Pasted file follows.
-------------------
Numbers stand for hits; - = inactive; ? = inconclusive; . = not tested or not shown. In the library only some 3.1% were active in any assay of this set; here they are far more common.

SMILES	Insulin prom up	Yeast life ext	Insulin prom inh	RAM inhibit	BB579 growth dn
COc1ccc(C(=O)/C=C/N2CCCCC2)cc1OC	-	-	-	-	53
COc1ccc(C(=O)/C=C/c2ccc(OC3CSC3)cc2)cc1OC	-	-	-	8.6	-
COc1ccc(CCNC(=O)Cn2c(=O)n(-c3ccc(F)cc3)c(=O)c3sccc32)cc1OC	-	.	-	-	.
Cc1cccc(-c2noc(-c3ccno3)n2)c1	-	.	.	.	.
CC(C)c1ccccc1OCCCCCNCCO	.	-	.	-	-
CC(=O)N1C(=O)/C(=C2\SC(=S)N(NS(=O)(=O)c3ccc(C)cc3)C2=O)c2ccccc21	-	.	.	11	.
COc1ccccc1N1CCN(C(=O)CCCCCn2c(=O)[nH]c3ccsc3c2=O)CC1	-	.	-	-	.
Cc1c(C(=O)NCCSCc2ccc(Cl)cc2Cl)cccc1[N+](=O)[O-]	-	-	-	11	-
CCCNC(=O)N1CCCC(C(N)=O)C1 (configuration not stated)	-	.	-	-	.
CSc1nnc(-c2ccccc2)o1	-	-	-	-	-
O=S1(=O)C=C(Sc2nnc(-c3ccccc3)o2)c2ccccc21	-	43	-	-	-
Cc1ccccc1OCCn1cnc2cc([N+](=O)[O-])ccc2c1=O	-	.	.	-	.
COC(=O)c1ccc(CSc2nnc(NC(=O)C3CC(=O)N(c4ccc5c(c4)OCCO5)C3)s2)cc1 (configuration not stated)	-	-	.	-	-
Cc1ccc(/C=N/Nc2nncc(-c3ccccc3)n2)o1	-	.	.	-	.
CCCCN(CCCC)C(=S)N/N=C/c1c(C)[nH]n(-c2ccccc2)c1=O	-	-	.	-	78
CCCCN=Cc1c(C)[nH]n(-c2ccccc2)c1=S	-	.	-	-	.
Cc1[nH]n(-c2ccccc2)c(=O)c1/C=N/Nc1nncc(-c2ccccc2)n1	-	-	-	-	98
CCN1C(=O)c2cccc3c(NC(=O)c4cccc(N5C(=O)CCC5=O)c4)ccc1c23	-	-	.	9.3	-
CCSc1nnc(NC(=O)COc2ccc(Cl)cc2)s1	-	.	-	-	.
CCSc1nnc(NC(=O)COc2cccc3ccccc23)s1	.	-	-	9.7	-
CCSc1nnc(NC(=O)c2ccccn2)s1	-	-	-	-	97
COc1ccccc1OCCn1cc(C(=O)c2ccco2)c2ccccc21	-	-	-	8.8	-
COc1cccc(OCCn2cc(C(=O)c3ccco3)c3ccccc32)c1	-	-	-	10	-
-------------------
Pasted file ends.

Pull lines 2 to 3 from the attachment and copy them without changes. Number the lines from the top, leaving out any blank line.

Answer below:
SMILES	Insulin prom up	Yeast life ext	Insulin prom inh	RAM inhibit	BB579 growth dn
COc1ccc(C(=O)/C=C/N2CCCCC2)cc1OC	-	-	-	-	53